Texas execution case is only latest with mental illness concerns

The gurney used to restrain condemned prisoners during the lethal injection process (AP Photo/Pat Sullivan, File)

AUSTIN (KXAN) — Before the case of Scott Panetti, the man who was set to be executed before a stay, Texas executed other convicted criminals who their attorneys say suffered from mental illness.

In 2004, the Texas Board of Pardons and Paroles recommended clemency for convicted killer Kelsey Patterson, 50, who was set for execution. Texas Governor Rick Perry said no.

“The fact of the matter is this was a very, very dangerous individual,” said Perry in 2004. “I think that there was a clear reasoning that even in the prison population, he would try to kill again.”

Patterson’s lawyer says Patterson was diagnosed with paranoid schizophrenia.

“Texas has a long, sordid history of putting individuals to death in spite of significant evidence of their severe mental illness,” said Kristin Houlé, executive director of Texas Coalition to Abolish the Death Penalty.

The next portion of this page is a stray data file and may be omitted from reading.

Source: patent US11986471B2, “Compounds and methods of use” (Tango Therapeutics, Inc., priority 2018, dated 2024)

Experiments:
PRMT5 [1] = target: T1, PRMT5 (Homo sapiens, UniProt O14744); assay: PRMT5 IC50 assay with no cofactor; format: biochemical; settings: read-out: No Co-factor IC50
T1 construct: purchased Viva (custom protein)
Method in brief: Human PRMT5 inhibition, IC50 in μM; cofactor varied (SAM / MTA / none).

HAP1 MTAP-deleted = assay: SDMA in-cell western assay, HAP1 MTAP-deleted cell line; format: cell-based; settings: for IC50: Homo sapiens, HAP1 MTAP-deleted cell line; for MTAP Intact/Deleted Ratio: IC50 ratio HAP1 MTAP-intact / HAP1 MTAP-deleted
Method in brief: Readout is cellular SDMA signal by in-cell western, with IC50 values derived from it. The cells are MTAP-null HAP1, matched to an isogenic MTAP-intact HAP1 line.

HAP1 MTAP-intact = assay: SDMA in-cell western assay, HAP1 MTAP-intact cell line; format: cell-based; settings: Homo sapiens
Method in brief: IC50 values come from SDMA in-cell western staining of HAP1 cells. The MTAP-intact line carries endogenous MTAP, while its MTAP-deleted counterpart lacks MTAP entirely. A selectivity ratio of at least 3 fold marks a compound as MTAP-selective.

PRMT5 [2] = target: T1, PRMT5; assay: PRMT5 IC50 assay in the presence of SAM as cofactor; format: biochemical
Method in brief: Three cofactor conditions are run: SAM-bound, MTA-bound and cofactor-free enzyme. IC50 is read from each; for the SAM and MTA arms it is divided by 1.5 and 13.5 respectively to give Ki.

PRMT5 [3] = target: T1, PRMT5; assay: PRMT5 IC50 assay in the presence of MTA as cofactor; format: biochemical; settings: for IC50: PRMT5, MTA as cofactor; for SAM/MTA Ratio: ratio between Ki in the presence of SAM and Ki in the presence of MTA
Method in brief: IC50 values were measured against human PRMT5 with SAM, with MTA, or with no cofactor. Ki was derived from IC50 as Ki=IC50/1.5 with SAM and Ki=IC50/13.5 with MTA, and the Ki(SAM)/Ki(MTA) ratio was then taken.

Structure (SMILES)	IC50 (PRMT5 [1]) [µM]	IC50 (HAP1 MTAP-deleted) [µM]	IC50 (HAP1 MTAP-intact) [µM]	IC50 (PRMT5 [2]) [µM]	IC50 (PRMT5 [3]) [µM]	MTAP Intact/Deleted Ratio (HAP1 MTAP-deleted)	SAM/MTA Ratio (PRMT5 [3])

Houlé started following the issue years ago. Houlé also calls the move to recommend clemency by the Texas Board of Pardons and Paroles a rare one.

“This is a board that has recommended clemency four times since 1982 in cases of an individual facing imminent execution — four times out of 518 executions,” she said.

Houlé says she has documented 26 cases of Texas executions involving individuals with severe mental illness since 1982 when Texas resumed executions.

 

This script corrects an earlier version that incorrectly quoted a common phrase used by Houlé.

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